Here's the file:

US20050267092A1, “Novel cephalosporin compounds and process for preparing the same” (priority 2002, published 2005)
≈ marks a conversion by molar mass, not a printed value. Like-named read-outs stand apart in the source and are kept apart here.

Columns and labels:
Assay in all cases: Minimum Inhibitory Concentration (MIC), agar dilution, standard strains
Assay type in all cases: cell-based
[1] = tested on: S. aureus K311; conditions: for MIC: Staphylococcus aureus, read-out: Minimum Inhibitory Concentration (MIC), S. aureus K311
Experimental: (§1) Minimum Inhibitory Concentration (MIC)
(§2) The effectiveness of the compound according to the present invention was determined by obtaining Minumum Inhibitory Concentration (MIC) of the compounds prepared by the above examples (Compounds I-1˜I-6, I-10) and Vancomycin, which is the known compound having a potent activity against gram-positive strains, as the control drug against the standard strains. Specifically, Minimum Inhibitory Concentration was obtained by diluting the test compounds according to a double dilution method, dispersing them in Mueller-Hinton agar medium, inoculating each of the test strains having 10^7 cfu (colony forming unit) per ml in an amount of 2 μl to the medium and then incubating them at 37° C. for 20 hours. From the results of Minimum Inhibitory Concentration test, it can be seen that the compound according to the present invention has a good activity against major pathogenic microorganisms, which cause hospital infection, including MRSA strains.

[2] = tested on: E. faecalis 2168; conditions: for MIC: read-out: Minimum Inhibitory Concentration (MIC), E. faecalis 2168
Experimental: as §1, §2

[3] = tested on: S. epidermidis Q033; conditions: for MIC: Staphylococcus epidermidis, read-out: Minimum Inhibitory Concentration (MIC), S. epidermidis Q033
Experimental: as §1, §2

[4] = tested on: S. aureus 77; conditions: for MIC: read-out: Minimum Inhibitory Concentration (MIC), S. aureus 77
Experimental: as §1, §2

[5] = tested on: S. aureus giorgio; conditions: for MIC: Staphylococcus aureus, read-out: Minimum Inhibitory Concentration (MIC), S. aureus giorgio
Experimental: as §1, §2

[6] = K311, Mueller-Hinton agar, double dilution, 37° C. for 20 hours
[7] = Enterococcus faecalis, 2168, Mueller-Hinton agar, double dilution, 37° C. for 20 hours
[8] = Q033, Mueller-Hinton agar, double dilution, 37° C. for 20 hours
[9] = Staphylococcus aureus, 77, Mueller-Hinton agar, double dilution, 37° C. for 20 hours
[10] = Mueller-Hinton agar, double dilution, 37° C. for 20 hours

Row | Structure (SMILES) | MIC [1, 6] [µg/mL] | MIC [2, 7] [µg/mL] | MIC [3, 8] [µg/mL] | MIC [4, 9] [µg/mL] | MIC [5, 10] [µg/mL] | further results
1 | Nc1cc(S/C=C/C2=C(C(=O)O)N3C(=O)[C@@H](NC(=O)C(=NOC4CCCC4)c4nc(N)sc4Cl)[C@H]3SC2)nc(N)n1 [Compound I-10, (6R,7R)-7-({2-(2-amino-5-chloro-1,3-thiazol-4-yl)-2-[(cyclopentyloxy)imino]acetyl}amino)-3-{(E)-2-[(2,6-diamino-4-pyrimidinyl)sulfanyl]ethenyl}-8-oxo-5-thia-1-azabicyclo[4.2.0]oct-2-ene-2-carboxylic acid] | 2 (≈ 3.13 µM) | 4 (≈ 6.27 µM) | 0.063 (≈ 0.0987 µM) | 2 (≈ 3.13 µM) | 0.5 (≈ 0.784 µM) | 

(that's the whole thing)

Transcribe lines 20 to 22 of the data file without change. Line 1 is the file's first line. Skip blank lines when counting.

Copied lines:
[9] = Staphylococcus aureus, 77, Mueller-Hinton agar, double dilution, 37° C. for 20 hours
[10] = Mueller-Hinton agar, double dilution, 37° C. for 20 hours

Row | Structure (SMILES) | MIC [1, 6] [µg/mL] | MIC [2, 7] [µg/mL] | MIC [3, 8] [µg/mL] | MIC [4, 9] [µg/mL] | MIC [5, 10] [µg/mL] | further results